From the first laboratory course to the design and construction of an experiment, from the first simulations to the final analysis of the data from your experiment, a sophisticated treatment of uncertainties and the proper application of statistical methods are essential.
The aim of these lectures is to give a few insights in specific statistical methods with some concrete examples of how the methods are applied to data analysis of nuclear physics experiments. Starting from basic requirements and standard statistical distributions, these issues will be briefly discussed to demonstrate how they are related.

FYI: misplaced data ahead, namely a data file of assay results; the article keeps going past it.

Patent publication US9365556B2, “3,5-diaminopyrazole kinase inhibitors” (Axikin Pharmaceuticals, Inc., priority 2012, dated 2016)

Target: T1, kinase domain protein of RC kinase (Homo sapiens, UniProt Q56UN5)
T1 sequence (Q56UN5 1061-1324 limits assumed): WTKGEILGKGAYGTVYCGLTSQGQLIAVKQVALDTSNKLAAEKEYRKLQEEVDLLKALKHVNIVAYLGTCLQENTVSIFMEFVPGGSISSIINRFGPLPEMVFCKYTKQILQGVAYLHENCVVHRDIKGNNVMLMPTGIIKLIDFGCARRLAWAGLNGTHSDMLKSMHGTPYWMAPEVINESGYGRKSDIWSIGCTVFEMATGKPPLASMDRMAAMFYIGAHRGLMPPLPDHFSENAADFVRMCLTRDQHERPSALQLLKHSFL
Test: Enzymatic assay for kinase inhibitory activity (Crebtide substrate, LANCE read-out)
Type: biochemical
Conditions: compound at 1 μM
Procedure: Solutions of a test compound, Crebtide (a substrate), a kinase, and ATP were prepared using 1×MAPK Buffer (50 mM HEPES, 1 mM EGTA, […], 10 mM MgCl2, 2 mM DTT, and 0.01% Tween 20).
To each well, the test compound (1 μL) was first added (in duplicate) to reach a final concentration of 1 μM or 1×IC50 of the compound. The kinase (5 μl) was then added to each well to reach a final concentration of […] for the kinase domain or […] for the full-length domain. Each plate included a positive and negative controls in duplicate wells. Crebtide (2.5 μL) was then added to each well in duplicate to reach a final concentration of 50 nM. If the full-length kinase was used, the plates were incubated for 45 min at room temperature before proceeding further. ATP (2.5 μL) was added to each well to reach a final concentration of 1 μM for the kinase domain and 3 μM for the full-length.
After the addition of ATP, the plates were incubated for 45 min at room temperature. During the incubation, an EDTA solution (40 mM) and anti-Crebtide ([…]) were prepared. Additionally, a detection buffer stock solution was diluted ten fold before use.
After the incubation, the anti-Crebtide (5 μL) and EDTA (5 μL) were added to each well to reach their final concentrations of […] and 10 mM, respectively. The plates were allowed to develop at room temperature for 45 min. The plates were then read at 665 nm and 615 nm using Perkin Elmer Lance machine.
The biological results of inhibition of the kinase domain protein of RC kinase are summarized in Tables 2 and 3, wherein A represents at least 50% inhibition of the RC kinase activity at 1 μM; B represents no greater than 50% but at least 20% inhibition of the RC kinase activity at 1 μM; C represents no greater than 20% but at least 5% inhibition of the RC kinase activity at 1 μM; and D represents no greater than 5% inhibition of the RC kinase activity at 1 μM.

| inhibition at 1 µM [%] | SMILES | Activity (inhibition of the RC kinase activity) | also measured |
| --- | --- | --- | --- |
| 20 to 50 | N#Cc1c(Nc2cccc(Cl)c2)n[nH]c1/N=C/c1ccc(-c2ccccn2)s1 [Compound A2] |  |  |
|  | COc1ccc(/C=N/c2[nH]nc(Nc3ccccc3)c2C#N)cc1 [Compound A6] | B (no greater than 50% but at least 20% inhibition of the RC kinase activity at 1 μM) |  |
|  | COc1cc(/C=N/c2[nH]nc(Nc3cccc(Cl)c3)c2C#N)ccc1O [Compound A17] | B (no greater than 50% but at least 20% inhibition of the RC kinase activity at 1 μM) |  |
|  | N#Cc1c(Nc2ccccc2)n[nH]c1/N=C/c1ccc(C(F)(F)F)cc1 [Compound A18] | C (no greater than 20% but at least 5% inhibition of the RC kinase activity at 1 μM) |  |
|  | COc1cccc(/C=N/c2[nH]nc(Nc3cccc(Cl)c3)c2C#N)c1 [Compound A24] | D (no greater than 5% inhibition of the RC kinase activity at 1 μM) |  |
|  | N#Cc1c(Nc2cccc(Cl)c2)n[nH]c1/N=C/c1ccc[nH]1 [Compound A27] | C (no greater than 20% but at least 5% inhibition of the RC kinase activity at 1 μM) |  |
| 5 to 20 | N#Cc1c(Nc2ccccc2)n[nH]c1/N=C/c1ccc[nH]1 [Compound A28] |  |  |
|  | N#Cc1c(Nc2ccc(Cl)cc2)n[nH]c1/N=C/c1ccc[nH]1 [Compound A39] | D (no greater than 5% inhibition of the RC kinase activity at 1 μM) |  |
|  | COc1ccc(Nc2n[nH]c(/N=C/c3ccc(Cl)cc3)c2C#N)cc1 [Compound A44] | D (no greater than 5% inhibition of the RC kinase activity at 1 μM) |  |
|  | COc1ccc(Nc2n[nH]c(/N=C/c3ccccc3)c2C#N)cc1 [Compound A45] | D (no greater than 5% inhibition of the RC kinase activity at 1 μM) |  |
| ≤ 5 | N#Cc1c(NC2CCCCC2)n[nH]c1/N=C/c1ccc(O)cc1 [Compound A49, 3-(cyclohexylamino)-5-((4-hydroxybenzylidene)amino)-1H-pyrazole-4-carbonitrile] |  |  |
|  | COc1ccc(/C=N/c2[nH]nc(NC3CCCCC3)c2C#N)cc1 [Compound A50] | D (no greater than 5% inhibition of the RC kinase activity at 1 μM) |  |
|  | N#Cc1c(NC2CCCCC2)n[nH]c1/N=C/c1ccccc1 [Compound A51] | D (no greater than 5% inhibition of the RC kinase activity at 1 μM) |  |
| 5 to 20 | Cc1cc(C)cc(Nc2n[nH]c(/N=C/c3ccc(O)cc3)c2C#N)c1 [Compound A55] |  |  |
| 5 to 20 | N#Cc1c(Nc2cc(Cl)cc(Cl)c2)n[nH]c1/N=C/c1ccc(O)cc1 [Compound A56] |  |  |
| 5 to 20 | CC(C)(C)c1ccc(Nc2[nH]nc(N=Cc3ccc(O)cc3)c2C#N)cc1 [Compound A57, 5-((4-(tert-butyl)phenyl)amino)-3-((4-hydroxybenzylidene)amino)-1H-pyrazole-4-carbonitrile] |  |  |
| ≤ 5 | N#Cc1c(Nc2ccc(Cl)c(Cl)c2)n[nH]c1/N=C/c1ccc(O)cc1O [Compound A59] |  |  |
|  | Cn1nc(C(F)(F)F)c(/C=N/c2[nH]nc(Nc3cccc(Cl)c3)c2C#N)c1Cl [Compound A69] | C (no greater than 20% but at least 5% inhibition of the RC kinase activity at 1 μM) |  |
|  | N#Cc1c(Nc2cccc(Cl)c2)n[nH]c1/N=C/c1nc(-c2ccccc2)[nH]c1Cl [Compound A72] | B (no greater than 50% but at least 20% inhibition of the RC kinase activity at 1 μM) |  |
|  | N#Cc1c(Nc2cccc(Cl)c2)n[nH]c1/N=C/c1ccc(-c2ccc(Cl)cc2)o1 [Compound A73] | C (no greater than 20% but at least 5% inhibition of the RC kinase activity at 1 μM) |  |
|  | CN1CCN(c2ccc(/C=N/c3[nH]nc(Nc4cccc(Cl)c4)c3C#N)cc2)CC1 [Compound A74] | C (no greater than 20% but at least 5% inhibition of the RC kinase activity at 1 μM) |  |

Techniques for fitting data will be reviewed. The treatment of systematic uncertainties, as well as methods to combine results from different experiments which may have common uncertainty sources will also be covered.
The test for background effects, even when no signal is observed, allows limits to be placed on the size of possible unidentified effects. These can provide severe constraints on theoretical models. Methods for calculating upper limits taking into account several uncertainty sources will also be considered.